Sammy is the AHP Clinical Lead for the Tony Hudgell Rehabilitation Programme. Sammy is a Highly Specialist Occupational Therapist by professional background, with over 11 years of experience working in paediatrics, including community, in-patient and educational settings.
Sammy’s passion for paediatric rehabilitation has flourished over the course of her personal and professional development. Her knowledge and skills have been developing and consolidating through practice in recent years. Sammy is currently undertaking a Masters degree in Advanced Professional Practice in Neurorehabilitation with Plymouth university.
This programme of work is a collaboration between the South Thames Paediatric Network (STPN) and the Evelina London, in association with the Institute for Women’s and Children’s Health (KCL). It has also recently been adopted by the National Institute of Health Research (NIHR) ARC, SE London.
The programme is funded via the Evelina London Charity, on behalf of the Tony Hudgell Fund. This is the money that Tony raised, with the support of his family, so that more children like him can receive the care and treatment they deserve. You can find out more about Tony’s fundraising here: Tony Hudgell’s trailblazing first steps – Evelina London Children’s Charity (evelinacharity.org.uk)
The lived experience of Tony and the breadth of healthcare needs he has, is an illustration of the importance of timely access to rehabilitation and habilitation, to help children and young people live the best life possible.
Our experience shows that there is a wide variation in the treatment children receive within and across boroughs and regions, regardless of what their needs are. Early access to personalised rehabilitation has the potential to maximise quality of life and independence for children and young people.
It is increasingly acknowledged that this can minimise long-term disability and reduce dependency on family members, and on health, education, social and welfare services. However, we know there is a significant gap in the availability of rehabilitation services for children in the South Thames region, meaning that many children cannot access the care they need.
In this first 18-month phase of a proposed 4 year programme, we are seeking to understand what it is like to access children’s therapies and rehabilitation services at the moment. This includes:
Rehabilitation and Habilitation
The scope of this work includes children with ‘complex needs’, ‘rehabilitation’ and ‘habilitation’ needs. We have chosen to move away from diagnostically led definitions when considering children who require rehabilitation, and instead we have used a needs led definition. This encompasses the diversity of need that children may have across their lifespan, and can include one or more of the following: a physical health, mental health, special education and/or speech, language & communication need. These ‘complex needs’ may overlap and co-exist, and are exacerbated by other factors, including social, societal, environmental and personal factors, referred to as ‘situational complexity’.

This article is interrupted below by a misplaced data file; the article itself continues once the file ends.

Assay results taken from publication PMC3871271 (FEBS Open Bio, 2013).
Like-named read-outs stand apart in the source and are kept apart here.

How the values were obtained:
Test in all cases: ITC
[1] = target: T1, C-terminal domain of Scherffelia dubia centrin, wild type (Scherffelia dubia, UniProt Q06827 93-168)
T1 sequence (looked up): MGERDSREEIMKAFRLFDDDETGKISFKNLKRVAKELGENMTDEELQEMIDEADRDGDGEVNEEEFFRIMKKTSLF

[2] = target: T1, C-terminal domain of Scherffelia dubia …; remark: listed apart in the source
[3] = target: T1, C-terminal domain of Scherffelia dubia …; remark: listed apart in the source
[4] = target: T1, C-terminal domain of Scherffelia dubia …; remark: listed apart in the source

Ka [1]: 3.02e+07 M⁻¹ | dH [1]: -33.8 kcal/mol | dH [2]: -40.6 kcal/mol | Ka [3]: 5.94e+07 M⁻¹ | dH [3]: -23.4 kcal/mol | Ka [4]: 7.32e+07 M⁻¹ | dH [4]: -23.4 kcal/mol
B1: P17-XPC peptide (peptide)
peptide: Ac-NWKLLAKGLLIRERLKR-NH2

‘Rehabilitation’ is considered as part of a continuum with ‘Habilitation’. This means that we want to include children who can recover from an injury, but also extends to those who will have ongoing and lifelong needs, where the rehabilitation is developmentally focused – these children benefit from accessing services that support them to live well in the community, despite their needs.
Examples of rehabilitation include but are not limited to:
Phase 1 of this programme will identify the rehabilitation needs of children and young people, areas of best practice, and gaps in access to rehabilitation for children and young people across the South Thames region (South London, Kent, Surrey and Sussex).
This will enable learning to be shared between commissioners, providers and service users. By identifying the unmet needs of children in the region, we will have the opportunity to specify what is required to address these unmet needs, and influence quality indicators for rehabilitation service delivery.
These findings will be reported to the Evelina charity at the end of Phase 1, with recommendations for implementation. A report will also be disseminated via the host network (STPN) to service users, providers and commissioners.
An overview for Phase 2
It is anticipated that the intelligence gathered in this phase of the project will contribute to a defined translational research project for the second phase, which once complete, aims to deliver recommendations to commissioners for how to ensure the rehabilitation of children and young people in the region are met. In addition, providing exemplars of best practice, which will be published to inform how services should be commissioned and provided in the future.